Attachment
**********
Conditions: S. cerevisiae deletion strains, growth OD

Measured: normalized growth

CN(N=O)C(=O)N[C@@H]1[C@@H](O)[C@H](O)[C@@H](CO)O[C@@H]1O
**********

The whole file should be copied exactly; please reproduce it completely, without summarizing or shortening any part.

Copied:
Conditions: S. cerevisiae deletion strains, growth OD

Measured: normalized growth

CN(N=O)C(=O)N[C@@H]1[C@@H](O)[C@H](O)[C@@H](CO)O[C@@H]1O